It's time to abolish the Interstate Highway System

Republicans and Democrats can both find something to like in this "grand bargain" on infrastructure

Infrastructure
(Image credit: (Kevork Djansezian/Getty Images))

The 114th Congress may seem like an unlikely source of major reform. With the Republicans in control of both houses and a second-term Democratic president wielding the veto pen, most observers aren't holding out hope for a grand bargain on, well, anything. But one thing that will need to be addressed is the impending insolvency of the Highway Trust Fund, which Congress only briefly bailed out in July. So I'd like to propose a solution that, in principle, Republicans should love, but also has long-term consequences Democrats should embrace: abolish the Interstate Highway System.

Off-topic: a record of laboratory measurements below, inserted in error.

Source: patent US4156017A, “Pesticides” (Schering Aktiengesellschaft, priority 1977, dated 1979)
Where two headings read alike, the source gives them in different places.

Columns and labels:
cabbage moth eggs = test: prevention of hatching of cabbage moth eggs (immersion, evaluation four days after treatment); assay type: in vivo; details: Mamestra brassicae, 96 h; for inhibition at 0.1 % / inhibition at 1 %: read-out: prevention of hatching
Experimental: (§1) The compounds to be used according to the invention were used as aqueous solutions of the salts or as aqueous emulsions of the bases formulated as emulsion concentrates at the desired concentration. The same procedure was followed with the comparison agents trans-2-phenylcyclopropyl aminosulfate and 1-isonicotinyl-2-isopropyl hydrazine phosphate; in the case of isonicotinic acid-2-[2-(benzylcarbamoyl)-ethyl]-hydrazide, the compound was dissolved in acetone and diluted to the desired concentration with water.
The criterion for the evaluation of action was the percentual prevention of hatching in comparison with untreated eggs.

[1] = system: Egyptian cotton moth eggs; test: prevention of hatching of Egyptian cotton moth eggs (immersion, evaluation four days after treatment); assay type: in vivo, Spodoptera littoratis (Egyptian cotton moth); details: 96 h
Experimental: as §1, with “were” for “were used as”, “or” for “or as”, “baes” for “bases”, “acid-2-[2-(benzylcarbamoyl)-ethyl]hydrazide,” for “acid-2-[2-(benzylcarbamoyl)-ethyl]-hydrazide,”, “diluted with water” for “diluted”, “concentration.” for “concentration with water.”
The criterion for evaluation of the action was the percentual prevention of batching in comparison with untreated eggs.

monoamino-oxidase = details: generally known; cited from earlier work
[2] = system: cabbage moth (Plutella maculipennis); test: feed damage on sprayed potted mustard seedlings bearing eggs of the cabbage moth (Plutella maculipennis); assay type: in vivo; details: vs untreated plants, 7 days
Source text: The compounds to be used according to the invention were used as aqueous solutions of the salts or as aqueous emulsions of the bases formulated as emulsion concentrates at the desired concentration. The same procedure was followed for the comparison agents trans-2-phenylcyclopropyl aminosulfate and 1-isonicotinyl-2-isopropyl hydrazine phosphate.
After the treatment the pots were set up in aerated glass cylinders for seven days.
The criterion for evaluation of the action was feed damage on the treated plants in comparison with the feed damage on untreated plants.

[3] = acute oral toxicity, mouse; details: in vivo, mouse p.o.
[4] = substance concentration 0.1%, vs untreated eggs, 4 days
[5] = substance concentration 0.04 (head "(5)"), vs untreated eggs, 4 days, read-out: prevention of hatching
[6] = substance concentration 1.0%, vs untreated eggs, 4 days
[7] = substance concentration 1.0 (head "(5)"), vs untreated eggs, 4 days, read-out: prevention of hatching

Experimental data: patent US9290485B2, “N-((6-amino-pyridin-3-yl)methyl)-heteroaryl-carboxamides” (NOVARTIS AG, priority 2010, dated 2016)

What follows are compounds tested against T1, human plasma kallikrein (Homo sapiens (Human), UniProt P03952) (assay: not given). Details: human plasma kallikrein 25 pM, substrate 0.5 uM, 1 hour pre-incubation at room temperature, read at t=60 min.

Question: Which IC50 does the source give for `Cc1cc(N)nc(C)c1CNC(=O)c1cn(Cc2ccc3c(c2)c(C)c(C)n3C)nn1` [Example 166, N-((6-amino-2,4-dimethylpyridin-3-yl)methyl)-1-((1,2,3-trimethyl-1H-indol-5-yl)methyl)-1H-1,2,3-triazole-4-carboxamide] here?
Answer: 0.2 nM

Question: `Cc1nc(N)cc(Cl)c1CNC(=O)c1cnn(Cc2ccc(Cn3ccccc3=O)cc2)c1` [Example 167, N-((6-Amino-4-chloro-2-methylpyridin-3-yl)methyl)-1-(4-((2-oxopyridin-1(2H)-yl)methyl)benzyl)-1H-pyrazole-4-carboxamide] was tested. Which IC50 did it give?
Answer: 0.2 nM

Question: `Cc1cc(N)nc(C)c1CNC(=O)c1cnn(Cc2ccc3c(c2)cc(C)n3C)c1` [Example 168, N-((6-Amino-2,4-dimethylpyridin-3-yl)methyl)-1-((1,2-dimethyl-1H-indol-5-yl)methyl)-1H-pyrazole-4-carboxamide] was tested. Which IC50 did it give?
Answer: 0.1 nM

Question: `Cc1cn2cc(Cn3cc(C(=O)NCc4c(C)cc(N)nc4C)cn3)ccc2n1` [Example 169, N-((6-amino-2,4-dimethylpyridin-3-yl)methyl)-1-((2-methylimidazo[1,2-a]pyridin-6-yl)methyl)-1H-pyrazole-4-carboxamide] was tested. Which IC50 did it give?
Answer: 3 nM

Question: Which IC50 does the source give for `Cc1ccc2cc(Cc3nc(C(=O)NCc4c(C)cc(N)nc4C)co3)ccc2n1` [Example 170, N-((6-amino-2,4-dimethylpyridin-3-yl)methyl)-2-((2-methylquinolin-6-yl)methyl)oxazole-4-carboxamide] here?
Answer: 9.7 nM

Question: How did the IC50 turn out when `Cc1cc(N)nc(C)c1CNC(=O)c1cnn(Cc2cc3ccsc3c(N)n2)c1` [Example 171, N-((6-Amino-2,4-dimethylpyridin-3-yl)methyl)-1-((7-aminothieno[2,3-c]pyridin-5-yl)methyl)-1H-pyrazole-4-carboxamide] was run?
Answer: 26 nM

The Interstate Highway System is often praised as one of President Eisenhower's greatest achievements. At the time the largest public works program in American history, its 41,000 miles of highway cost $25 billion to construct in 1956. Today, it's still a massive, centrally-planned network of freeways with a few regional toll roads sprinkled throughout. Ninety percent of its budget is supposed to be covered by the federal government's Highway Trust Fund. And that's where the problem lies.

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